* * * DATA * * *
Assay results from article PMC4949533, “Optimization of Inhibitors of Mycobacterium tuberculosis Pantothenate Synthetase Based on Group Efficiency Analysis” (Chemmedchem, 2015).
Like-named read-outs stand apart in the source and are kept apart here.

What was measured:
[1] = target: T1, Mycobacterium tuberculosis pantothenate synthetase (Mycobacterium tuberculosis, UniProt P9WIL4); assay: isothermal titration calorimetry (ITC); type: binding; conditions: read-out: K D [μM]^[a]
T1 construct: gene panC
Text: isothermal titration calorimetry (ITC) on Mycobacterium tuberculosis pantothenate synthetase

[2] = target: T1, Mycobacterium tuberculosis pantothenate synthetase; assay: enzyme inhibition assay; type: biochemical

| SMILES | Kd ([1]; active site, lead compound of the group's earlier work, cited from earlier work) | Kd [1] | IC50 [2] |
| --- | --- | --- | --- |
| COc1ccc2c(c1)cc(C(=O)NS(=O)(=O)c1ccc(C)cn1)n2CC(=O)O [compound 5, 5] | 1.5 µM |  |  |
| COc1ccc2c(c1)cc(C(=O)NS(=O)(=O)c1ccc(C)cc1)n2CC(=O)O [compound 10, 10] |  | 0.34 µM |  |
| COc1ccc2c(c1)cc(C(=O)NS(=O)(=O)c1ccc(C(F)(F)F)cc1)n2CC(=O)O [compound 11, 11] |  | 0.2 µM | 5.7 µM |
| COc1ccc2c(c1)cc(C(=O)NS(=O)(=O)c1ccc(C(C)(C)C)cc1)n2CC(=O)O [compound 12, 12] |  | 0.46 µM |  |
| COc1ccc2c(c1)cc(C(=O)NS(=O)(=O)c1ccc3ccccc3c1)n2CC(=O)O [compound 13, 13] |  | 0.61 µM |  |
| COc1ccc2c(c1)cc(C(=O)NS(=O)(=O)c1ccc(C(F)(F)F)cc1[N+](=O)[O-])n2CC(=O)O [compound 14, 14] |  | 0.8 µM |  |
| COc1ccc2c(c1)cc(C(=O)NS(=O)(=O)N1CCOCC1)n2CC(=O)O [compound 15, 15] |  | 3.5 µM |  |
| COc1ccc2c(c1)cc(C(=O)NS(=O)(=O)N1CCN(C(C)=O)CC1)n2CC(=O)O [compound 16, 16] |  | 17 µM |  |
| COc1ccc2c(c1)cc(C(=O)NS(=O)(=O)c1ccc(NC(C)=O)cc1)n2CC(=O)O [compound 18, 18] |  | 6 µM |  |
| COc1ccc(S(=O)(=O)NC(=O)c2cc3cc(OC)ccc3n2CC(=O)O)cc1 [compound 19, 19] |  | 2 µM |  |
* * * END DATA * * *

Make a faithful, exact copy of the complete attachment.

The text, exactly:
Assay results from article PMC4949533, “Optimization of Inhibitors of Mycobacterium tuberculosis Pantothenate Synthetase Based on Group Efficiency Analysis” (Chemmedchem, 2015).
Like-named read-outs stand apart in the source and are kept apart here.

What was measured:
[1] = target: T1, Mycobacterium tuberculosis pantothenate synthetase (Mycobacterium tuberculosis, UniProt P9WIL4); assay: isothermal titration calorimetry (ITC); type: binding; conditions: read-out: K D [μM]^[a]
T1 construct: gene panC
Text: isothermal titration calorimetry (ITC) on Mycobacterium tuberculosis pantothenate synthetase

[2] = target: T1, Mycobacterium tuberculosis pantothenate synthetase; assay: enzyme inhibition assay; type: biochemical

| SMILES | Kd ([1]; active site, lead compound of the group's earlier work, cited from earlier work) | Kd [1] | IC50 [2] |
| --- | --- | --- | --- |
| COc1ccc2c(c1)cc(C(=O)NS(=O)(=O)c1ccc(C)cn1)n2CC(=O)O [compound 5, 5] | 1.5 µM |  |  |
| COc1ccc2c(c1)cc(C(=O)NS(=O)(=O)c1ccc(C)cc1)n2CC(=O)O [compound 10, 10] |  | 0.34 µM |  |
| COc1ccc2c(c1)cc(C(=O)NS(=O)(=O)c1ccc(C(F)(F)F)cc1)n2CC(=O)O [compound 11, 11] |  | 0.2 µM | 5.7 µM |
| COc1ccc2c(c1)cc(C(=O)NS(=O)(=O)c1ccc(C(C)(C)C)cc1)n2CC(=O)O [compound 12, 12] |  | 0.46 µM |  |
| COc1ccc2c(c1)cc(C(=O)NS(=O)(=O)c1ccc3ccccc3c1)n2CC(=O)O [compound 13, 13] |  | 0.61 µM |  |
| COc1ccc2c(c1)cc(C(=O)NS(=O)(=O)c1ccc(C(F)(F)F)cc1[N+](=O)[O-])n2CC(=O)O [compound 14, 14] |  | 0.8 µM |  |
| COc1ccc2c(c1)cc(C(=O)NS(=O)(=O)N1CCOCC1)n2CC(=O)O [compound 15, 15] |  | 3.5 µM |  |
| COc1ccc2c(c1)cc(C(=O)NS(=O)(=O)N1CCN(C(C)=O)CC1)n2CC(=O)O [compound 16, 16] |  | 17 µM |  |
| COc1ccc2c(c1)cc(C(=O)NS(=O)(=O)c1ccc(NC(C)=O)cc1)n2CC(=O)O [compound 18, 18] |  | 6 µM |  |
| COc1ccc(S(=O)(=O)NC(=O)c2cc3cc(OC)ccc3n2CC(=O)O)cc1 [compound 19, 19] |  | 2 µM |  |